We can see the widespread and quick uptake of the Green New Deal (GND) as an outcome of the success of the populist orientation. Though versions of a GND had floated around the liberal policy world for some time, it wasn’t until savvy youth groups like the Sunrise Movement made a GND part of their platform that the vision rocketed back on the scene. Today, such plans have tended to be less radical than they purport to be – often appearing as a version of “life support Keynesianism.” Nonetheless, its current popularity among wide swaths of the environmental arena and the left alike represents a massive shift from the limp demands of the earlier cycle of climate politics. As Matthew Miles Goodrich has argued, this represents a shift in which “Perhaps paradoxically, a political approach to fighting climate change has, in a moment of political crisis, become a source of hope.” Crucial to this new politicized approach is the fact that it is borne by a different political subject – the masses, the frontlines, common people – who would presumably not merely demand change from institutionalized others, but actually wield power to accomplish the GND vision.
It’s absolutely crucial that the climate justice movement has transformed from an “an apolitical movement for refusing to engage with the basic mechanisms of power,” to borrow Goodrich’s words again. But that doesn’t help us adjudicate whether the agonistic left-populist political strategy is the best one. And while there are plenty of sympathetic (and many less sympathetic) critiques of the Green New Deal floating around, most have focused on the content of the demand, rather than the subject who would accomplish it.
Demands and subjects are, of course, linked: subjects don’t simply pre-exist their articulation in political movements, but are reshaped by them. Demands create subjects, subjects incomplete and torn in different directions. Liberal demands both rely on and reproduce liberal subjects: free individuals, consumers, private property owners. Socialist or anti-imperialist demands produce socialist or anti-imperialist subjects: subjects seeking solidarity and comradeship in the name of justice. Environmentalist demands create environmental subjects. Populist demands create subjects oriented to the popular. What, then, are the limits of the vague subject of “the people” created in the new climate justice movement?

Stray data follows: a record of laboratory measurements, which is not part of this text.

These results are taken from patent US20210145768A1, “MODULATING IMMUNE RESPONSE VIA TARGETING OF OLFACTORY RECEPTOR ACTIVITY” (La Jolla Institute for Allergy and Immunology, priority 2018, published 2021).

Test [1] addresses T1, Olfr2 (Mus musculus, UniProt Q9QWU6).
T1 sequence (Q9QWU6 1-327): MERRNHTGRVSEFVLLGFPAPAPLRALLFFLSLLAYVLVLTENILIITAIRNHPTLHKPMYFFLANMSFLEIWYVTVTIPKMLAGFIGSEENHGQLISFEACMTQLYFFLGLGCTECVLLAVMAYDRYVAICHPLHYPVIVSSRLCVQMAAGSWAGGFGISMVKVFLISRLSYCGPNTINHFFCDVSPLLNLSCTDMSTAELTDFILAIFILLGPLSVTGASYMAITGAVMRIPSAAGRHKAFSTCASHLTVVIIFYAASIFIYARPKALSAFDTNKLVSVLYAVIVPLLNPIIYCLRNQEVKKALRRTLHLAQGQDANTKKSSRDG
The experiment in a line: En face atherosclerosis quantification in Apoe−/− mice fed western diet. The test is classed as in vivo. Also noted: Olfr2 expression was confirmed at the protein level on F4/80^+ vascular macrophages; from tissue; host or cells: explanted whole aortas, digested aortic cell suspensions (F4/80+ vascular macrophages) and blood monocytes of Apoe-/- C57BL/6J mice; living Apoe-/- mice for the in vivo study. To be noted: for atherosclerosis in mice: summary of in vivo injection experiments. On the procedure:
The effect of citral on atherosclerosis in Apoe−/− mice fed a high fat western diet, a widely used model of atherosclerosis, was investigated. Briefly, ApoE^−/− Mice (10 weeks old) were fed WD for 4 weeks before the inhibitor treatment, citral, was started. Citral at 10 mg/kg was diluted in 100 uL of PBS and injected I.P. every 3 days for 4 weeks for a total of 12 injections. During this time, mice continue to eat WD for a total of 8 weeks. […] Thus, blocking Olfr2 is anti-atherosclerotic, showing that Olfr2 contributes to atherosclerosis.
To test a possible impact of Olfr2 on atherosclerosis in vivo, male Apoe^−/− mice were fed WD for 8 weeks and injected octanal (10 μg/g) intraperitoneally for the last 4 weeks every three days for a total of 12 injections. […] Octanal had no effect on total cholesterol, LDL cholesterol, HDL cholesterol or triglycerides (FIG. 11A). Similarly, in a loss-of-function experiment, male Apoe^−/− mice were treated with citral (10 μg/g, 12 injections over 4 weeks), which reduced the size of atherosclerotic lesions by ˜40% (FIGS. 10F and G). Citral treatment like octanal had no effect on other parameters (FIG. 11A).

First, while climate populism might have rendered the GND “popular” in some manner, it is clear that even for the vast majority of supporters, this popularity is thin. No amount of supportive polling data can stand in for the concrete actions of a mass movement. Consequently, much like the US populism of the 1890s or Jesse Jackson’s 1980s attempts to build a Rainbow Coalition, climate populism today imagines its small actual coalition to portend a much larger coalition than actually exists. One consequence of thin popularity is that our aspirational rhetoric does not match our experiences. This can create anxiety within the movement and suspicion of self-critique concerning strategy – especially after a premature move from the streets to the ballot box. After failures, instead of self-critique we have confusion: Weren’t we supposed to be popular? If self-critique is displaced on to others, then lessons are not learned. Further, if only thinly popular, any speculative GND is likely to preclude the key details that a justice- or socialist-oriented GND might put at the center. Unconditional transnational aid via the climate justice fund? Health care and free movement for all? Indigenous veto rights on clean energy projects? Who or what will be on the chopping block first? Consequently, it seems that the subject of climate populism understands politics, but not yet political power. Climate populism creates subjects attached to a fantasy of mass mobilization, but without the actual movement to leverage it.